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Fall is one of my favorite times of the year. We begin to experience crisp, cool air in the mornings and evenings, and football is just around the corner! Also at this time of year, millions of students and teachers are returning to school across the country. In some regions, schools have already started earlier in the month, while in other areas school will start after Labor Day.

My son is a high school math teacher and, like so many others, is hard at work preparing for the new school year. He is looking forward to renewing relationships with students he has already taught, and getting to know many new students. Students are, hopefully, re-energized by the summer, and ready to embrace new adventures, new learning, and making new friends.

There’s one exciting development that we will see across the country this fall. Increasingly, more and more students of all grade levels are being exposed to computer science. This can take the form of computer fundamentals in the earliest grades, to coding basics in languages such as Python and Javascript in middle school, leading up to Advanced Placement CS courses, and the opportunity to earn technical certifications in high school. This is a component of an accelerating trend around the nation, as computer science is increasingly being seen as a critical subject area for all students.

The last few years have seen an increasing level of activity as it relates to computer science being incorporated into our K-12 education system. As of 2022, 41 states had adopted K-12 computer science standards, up from just seven states five years previously. Surveys have shown that a majority of educators believe that teaching computer science is just as important as teaching the core subjects such as math, reading, science and social studies.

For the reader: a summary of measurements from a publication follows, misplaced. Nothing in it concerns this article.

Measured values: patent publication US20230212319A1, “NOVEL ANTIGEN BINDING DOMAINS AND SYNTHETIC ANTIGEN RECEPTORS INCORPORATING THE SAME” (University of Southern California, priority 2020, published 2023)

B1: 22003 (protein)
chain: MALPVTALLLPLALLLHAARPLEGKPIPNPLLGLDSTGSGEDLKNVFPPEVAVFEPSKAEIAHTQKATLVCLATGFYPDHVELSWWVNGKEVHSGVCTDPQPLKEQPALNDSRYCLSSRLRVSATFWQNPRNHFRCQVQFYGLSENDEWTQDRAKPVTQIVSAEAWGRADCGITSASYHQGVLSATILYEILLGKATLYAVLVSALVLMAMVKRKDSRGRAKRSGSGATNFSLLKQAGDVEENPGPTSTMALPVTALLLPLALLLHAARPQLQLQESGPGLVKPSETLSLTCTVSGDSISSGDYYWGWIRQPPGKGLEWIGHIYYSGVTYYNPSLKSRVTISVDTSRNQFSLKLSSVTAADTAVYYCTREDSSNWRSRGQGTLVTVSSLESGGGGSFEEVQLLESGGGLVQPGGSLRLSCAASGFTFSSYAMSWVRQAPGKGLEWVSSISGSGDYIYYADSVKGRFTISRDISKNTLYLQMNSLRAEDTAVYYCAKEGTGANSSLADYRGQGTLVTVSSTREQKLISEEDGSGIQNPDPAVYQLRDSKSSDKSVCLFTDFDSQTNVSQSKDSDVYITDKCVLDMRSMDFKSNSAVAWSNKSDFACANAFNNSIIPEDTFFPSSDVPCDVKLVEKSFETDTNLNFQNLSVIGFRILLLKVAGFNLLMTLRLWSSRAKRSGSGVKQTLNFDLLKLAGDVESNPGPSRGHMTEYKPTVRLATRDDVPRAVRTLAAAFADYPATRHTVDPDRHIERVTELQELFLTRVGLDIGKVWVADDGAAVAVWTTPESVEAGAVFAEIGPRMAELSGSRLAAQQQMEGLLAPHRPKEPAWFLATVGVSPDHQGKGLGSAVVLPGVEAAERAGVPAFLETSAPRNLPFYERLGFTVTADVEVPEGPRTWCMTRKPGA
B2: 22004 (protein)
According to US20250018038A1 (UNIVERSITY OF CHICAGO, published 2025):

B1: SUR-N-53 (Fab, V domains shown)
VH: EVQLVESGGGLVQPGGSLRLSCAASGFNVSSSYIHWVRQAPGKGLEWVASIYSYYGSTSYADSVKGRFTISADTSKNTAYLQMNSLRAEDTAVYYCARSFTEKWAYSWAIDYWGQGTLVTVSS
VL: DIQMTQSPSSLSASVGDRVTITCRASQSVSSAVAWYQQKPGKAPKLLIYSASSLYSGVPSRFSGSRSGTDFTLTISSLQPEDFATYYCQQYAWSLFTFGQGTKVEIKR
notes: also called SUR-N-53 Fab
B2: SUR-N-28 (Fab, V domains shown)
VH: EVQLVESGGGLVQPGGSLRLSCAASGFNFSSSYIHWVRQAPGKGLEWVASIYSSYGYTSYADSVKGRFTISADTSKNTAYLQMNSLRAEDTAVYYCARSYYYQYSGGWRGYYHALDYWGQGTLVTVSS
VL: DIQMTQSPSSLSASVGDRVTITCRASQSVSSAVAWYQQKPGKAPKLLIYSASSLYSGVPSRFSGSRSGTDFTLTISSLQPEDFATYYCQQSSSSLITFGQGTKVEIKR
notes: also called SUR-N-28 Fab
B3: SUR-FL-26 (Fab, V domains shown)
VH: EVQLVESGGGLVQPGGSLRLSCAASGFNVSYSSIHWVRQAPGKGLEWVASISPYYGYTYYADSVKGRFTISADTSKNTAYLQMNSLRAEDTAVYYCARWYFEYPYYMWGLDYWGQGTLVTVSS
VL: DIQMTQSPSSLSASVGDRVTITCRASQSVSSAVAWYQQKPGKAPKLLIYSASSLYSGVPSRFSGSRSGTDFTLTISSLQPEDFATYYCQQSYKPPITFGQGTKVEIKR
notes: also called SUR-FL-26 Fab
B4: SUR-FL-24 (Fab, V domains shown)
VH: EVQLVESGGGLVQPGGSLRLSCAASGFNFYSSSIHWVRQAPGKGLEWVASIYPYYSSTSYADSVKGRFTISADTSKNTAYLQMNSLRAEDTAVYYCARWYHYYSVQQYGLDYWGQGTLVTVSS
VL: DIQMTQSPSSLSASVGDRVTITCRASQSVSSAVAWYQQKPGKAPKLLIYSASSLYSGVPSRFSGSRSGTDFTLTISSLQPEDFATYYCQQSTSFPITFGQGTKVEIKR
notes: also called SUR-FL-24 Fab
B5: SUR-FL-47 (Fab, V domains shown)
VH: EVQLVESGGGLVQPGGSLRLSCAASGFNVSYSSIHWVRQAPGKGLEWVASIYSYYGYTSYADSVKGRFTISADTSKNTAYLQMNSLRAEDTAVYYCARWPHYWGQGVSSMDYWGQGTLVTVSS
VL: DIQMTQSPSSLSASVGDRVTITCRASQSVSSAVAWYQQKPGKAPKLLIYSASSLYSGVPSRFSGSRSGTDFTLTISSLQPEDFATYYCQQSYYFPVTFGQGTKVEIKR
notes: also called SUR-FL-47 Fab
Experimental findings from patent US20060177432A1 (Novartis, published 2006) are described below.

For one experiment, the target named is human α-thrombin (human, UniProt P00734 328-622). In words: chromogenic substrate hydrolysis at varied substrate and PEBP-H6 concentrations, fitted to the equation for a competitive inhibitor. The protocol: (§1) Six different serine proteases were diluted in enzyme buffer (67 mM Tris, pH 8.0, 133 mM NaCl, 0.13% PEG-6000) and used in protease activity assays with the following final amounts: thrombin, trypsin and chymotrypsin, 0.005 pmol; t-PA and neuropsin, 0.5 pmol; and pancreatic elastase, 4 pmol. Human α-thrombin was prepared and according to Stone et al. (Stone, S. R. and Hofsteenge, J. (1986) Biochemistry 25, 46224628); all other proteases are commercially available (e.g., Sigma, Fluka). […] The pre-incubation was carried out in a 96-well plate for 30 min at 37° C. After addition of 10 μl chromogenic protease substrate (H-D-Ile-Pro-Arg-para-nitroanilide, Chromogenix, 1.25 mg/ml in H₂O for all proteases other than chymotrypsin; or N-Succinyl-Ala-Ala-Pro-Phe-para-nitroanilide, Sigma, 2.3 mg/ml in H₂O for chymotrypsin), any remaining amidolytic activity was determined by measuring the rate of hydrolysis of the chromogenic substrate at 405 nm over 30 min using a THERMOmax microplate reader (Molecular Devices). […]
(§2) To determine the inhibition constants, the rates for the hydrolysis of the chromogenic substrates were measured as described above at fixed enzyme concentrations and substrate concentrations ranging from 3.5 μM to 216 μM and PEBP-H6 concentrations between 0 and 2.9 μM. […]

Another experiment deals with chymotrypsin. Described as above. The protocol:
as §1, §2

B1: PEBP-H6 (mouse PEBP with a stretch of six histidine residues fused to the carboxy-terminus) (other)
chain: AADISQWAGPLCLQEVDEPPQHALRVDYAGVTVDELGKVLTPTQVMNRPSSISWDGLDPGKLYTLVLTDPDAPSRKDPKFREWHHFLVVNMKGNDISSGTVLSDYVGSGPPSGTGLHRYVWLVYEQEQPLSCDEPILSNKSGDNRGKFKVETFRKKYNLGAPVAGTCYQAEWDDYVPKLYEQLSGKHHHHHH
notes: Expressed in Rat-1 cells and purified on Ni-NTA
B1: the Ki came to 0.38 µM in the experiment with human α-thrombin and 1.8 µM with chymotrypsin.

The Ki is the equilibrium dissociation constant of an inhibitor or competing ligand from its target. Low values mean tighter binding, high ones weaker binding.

Computer science is recognized as containing a critical set of skills which will be necessary for students’ success in their futures in school and later in their careers.  And computer science is not just relevant for those hoping to pursue technical careers. Health care, education, business, construction and many other career areas now require technical skills; in fact 80% of the jobs in the U.S. require some form of technical ability.

Increasingly, schools are moving computer science out of the after-school clubs and the elective catalog.  We are pleased to see these schools making foundational CS education available to all students. This is an equity issue to provide all students with the opportunity to learn these critical skills and concepts.

At, we are proud to have spent over 20 years working with schools, districts and states around the country to provide digital skills and computer science programs for their students. Please join us in welcoming all students back to school this fall, and thanking educators for their tireless efforts on behalf of those students.


Click here to see recommended computer skills by grade band. 

Keith Oelrich with looking at camera and smiling

Keith Oelrich


Keith Oelrich joined as CEO in 2012. A pioneer in the K-12 online education market since 2000, Keith has served as CEO of several companies which have collectively provided K-12 online education programs to thousands of districts, tens of thousands of schools and millions of students and their families.